Sidney A. Fitzwater

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Sidney A. Fitzwater
Chief Judge of the United States District Court for the Northern District of Texas
In office
Preceded by A. Joe Fish
Succeeded by Jorge Antonio Solis
Judge of the United States District Court for the Northern District of Texas
Assumed office
March 19, 1986
Appointed by Ronald Reagan
Preceded by Robert Madden Hill
Personal details
Born Sidney Allen Fitzwater
(1953-09-22) September 22, 1953 (age 64)
Olney, Maryland
Education Baylor University (B.A.)
Baylor Law School (J.D.)

Sidney Allen Fitzwater (born September 22, 1953) is a United States District Judge of the United States District Court for the Northern District of Texas in Dallas, Texas.

Early life and education[edit]

Born in Olney, Maryland, Fitzwater earned his Bachelor of Arts degree from Baylor University, and his Juris Doctor from Baylor Law School in 1976, where he was Associate Editor of the Baylor Law Review. Fitzwater worked in private legal practice in Houston, Texas from 1976 until 1978 and in private legal practice in Dallas, Texas from 1978 until 1982. He later served as a state district judge on the 298th Judicial District in Dallas from 1982 to 1986.[1]

Federal judicial service[edit]

On January 29, 1986, Fitzwater was nominated by President Ronald Reagan to a seat on the United States District Court for the Northern District of Texas vacated by Judge Robert Madden Hill.[1] Fitzwater's nomination sparked controversy in part because of allegations raised at his confirmation hearing about alleged voter intimidation in African-American neighborhoods in south Dallas during the unsuccessful 1982 re-election campaign of Texas Governor Bill Clements.[2]

He addressed the allegations at his confirmation hearing by apologizing and by asserting that he was not aware that he was asked to place signs—reading "You Can Be Imprisoned" and giving vague descriptions of campaign violations—only in black neighborhoods in south Dallas. Fitzwater testified that he thought he was participating in an anti-vote-fraud effort, and he noted that he later was dropped from a federal lawsuit by minority groups. Fitzwater also noted that the lawsuit later was dismissed. At his second hearing in February 1986, Fitzwater told the United States Senate Committee on the Judiciary that he would not participate in such signposting again. "I had no personal intent, nor was I attempting to intimidate minority voters", Fitzwater told Senator Biden (D-DE).[2]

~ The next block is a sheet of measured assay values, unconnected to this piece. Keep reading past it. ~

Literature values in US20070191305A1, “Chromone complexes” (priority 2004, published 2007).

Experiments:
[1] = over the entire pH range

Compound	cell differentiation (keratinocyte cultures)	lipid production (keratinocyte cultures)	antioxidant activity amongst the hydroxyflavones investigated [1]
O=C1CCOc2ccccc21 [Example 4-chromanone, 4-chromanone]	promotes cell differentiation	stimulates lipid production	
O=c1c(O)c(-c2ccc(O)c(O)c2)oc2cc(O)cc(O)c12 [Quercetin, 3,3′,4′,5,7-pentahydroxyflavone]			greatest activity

Despite this controversy, the Senate Judiciary Committee voted 10–5 on February 27, 1986, to refer Fitzwater's nomination to the full Senate.[3] The United States Senate confirmed Fitzwater in a 52–42 vote on March 18, 1986. He received his commission on March 19, 1986. Aged 32, he was one of the youngest lawyers ever appointed to the federal bench. He served as Chief Judge from 2007 to 2014.[1]

Nomination to the Fifth Circuit[edit]

On January 24, 1992, President George H. W. Bush nominated Fitzwater to the United States Court of Appeals for the Fifth Circuit. However, with the Senate Judiciary Committee controlled by Democrats, Fitzwater's nomination languished, and he never received a hearing before Bush's presidency ended. President Bill Clinton chose not to renominate Fitzwater to the Fifth Circuit, nominating Fortunato Benavides instead. In 2006, there was speculation that President George W. Bush would nominate Fitzwater to the Fifth Circuit, but the President instead nominated Jennifer Walker Elrod.

Judicial reputation[edit]

Fitzwater received the Dallas Bar Association’s highest overall poll evaluation for federal judges in 2009 and 2011. In each year, at least 80% of respondents rated his overall performance as "excellent", and 96% rated his performance as "excellent" or "acceptable". [source?]


Fitzwater presided over the SEC's civil suit against Mark Cuban for insider trading. Fitzwater granted Cuban's motion to dismiss[4] but the ruling was reversed by the Fifth Circuit.

George Prescott Bush once served as Fitzwater's law clerk.[5]

See also[edit]


  1. ^ a b c "Fitzwater, Sidney Allen - Federal Judicial Center". 
  2. ^ a b Baker, Kathryn (February 5, 1986). "Panel Grills Judge Nominee About Sign-Posting in Minority Areas". Associated Press. 
  3. ^ Baker, Kathryn (February 28, 1986). "Fitzwater Approved by Senate Panel". Associated Press. 
  4. ^ "Mark Cuban Wins a Big Round Against SEC Insider Trading Rap -". 
  5. ^ "Little talk of dynasty as a Bush weds - The Boston Globe". 

External links[edit]

Legal offices
Preceded by
Robert Madden Hill
Judge of the United States District Court for the Northern District of Texas
Preceded by
A. Joe Fish
Chief Judge of the United States District Court for the Northern District of Texas
Succeeded by
Jorge Antonio Solis